Non Fiction

Andreas Gaile presents his Rewriting History as Peter Carey’s biography of Australia. Before he gives us the facts of that biography, however, he suggests why Carey cannot write a biography of Australia: ‘there is no “real” Australia waiting to be uncovered. A national identity is an invention ...

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While explorations of Australia at war have never been short on ‘male stories’, the prevalence of the masculine frame may yet increase in coming years as part of the ongoing examination of competing forms of manhood in this country, as evidenced by the upcoming symposium ‘Embattled Men: Masculinity and War’ at the Australian National University. The publicit ...

James Ley reviews 'Heat: 24'

James Ley
19 April 2011

A declaration of interest is in order. I have twice appeared in the pages of HEAT. I am also in the latter stages of a doctorate, which I have been writing for the past few years under the supervision of HEAT’s editor, Ivor Indyk. Under normal circumstances, I would decline to review a new edition of the journal for these reasons. The latest edit ...

When Bouvard and Pécuchet suddenly become enamoured of landscape design in Flaubert’s novel of 1881, and decide to remodel their own garden, they are bewildered by the ‘infinity of styles’ that are available to them. After much deliberation and research, they decide to install an Etruscan tomb with an inscription ...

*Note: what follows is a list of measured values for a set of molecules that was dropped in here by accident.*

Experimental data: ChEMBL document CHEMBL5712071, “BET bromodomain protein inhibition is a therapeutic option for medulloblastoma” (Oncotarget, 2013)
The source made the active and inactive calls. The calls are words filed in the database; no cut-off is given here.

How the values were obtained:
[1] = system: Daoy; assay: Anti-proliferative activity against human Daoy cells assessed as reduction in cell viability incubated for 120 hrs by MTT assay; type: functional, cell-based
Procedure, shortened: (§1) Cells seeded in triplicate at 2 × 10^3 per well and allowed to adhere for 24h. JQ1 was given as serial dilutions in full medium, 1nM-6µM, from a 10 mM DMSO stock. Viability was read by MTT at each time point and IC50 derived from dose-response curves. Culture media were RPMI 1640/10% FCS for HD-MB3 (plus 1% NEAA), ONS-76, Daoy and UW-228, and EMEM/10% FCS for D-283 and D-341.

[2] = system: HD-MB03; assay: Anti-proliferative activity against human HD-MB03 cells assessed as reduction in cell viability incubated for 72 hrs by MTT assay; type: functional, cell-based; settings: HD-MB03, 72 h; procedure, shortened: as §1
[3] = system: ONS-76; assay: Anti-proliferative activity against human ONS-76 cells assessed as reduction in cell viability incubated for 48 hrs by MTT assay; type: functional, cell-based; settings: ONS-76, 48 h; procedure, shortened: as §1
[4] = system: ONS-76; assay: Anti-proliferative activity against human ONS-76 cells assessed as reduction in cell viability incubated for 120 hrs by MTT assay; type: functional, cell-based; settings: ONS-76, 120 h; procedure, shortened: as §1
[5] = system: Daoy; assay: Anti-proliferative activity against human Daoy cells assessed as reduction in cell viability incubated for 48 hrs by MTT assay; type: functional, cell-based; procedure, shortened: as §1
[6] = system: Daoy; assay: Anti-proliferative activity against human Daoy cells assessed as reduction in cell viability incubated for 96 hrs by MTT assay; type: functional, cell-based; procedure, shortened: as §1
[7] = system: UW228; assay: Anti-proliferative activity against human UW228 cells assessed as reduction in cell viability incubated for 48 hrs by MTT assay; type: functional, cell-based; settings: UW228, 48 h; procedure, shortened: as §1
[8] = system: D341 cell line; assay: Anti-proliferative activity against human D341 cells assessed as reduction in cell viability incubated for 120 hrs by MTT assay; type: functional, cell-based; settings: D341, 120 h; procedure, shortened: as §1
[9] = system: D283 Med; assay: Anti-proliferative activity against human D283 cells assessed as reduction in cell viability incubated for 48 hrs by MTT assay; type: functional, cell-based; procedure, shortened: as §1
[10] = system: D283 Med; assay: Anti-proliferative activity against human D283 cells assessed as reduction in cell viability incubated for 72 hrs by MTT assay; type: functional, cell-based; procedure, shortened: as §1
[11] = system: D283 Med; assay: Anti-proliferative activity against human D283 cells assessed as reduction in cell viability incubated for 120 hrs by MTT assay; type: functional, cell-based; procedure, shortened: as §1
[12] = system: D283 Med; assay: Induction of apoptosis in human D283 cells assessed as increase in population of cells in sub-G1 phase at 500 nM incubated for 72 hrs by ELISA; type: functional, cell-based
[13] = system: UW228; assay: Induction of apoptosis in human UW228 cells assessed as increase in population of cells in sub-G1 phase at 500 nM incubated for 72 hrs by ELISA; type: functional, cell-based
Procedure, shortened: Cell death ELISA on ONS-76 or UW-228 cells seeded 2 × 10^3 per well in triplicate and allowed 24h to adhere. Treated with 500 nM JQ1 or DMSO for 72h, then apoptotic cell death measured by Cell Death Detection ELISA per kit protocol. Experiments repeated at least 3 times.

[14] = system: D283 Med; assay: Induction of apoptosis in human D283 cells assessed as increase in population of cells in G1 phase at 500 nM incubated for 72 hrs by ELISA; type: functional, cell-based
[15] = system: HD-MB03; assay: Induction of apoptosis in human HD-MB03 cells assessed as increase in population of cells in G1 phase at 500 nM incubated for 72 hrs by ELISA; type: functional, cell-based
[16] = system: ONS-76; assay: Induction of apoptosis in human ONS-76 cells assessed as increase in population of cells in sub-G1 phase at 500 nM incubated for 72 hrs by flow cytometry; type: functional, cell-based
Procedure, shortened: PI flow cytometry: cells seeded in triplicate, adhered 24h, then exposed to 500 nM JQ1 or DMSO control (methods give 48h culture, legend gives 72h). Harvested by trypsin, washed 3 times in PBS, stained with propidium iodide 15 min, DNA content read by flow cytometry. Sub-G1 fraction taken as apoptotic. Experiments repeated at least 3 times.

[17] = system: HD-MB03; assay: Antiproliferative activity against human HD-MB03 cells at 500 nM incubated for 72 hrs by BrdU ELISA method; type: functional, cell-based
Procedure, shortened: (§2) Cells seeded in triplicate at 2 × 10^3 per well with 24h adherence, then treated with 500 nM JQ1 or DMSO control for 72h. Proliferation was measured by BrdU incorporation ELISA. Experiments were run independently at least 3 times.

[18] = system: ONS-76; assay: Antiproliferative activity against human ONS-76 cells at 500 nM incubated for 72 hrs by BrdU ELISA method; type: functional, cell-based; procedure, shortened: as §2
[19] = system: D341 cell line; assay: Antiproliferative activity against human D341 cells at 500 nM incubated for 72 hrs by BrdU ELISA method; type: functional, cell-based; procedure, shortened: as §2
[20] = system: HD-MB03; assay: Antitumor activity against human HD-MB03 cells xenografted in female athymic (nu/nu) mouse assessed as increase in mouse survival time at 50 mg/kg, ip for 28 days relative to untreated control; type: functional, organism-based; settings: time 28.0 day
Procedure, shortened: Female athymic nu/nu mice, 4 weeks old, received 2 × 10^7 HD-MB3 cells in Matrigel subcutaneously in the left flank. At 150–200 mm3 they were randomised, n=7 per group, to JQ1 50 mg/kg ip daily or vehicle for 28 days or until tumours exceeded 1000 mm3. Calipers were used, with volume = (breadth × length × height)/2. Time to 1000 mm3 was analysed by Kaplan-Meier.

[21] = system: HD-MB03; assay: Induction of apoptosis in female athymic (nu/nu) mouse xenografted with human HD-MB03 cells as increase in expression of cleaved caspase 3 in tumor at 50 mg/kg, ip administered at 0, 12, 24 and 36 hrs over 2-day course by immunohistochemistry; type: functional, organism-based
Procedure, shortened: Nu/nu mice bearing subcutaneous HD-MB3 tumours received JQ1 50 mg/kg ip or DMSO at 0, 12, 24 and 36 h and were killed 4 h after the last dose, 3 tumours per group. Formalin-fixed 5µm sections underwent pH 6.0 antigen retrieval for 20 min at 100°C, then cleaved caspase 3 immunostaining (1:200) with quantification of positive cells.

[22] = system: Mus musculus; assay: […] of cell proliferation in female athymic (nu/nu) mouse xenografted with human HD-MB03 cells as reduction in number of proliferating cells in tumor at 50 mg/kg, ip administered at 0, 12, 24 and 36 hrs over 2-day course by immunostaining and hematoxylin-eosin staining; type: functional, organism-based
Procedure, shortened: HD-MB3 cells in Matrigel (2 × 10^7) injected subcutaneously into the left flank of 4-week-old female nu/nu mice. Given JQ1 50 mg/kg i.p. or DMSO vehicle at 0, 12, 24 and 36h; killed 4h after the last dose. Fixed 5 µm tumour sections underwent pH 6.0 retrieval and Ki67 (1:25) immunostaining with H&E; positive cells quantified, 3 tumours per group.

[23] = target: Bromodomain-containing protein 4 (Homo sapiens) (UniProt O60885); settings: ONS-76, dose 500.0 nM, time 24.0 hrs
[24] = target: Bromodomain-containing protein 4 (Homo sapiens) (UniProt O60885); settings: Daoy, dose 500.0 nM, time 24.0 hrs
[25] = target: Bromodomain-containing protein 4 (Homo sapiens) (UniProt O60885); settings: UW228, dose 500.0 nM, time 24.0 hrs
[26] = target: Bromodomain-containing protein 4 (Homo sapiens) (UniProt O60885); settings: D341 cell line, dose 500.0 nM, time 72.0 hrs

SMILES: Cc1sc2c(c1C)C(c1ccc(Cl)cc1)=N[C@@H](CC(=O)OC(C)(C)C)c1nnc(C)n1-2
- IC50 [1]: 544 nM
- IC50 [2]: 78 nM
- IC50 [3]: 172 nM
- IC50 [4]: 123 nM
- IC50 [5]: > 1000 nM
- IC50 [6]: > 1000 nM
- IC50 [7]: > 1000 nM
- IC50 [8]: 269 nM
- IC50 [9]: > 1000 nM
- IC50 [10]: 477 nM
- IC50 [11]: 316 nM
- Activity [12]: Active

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Since the mid 1990s, when Robert Putnam lionised the concept in his famous essay ‘Bowling Alone’, writing on ‘social capital’ has proliferated. It caught the eye of politicians, including then United States President Bill Clinton, and for a while it seemed that everyone was lamenting its decline ...

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In September 1857, after twenty-one years of marriage, Charles Dickens began the eight-month long process of separating himself from his wife, Catherine. At forty-two years of age, Catherine had given birth to ten children and managed Dickens’s large household. Until the mid 1850s she and Dickens seemed to enjoy a happy partnership, yet by 1858 Catherine was exile ...

Uneven realities

Nigel Pearn

 

The elasticity of fiction, the ‘what if’ – in other words, the genre’s very virtues and interests – are often the characteristics that alienate ‘sensible’ readers. To the literal-minded, literature can present as a self-defeating puzzle. All that pretence is exhausting, irrelevant at best, ...

Australians quite like the idea of freedom of speech, except in almost any situation you can think of. We hold that speaking freely is acceptable and commendable except when it is rude, upsetting, unpatriotic, in poor taste, or blocks the traffic.

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‘A peculiar bloke, Jack; you never knew him. You couldn’t get close to him.’ Reg Pollard, who was one of the abler members of the Labor Caucus in the 1940s, confessed his puzzlement to Lloyd Ross as Curtin’s biographer gathered personal testimony ...

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That Patrick White is thought of as an Australian writer is, though regrettable, undeniable. Two problems follow: the first being that he tends to be presented by his critical custodians in an almost comically restricted way, as though White’s works needed to be measured and justified only by Australian standards and terms of comparison ...

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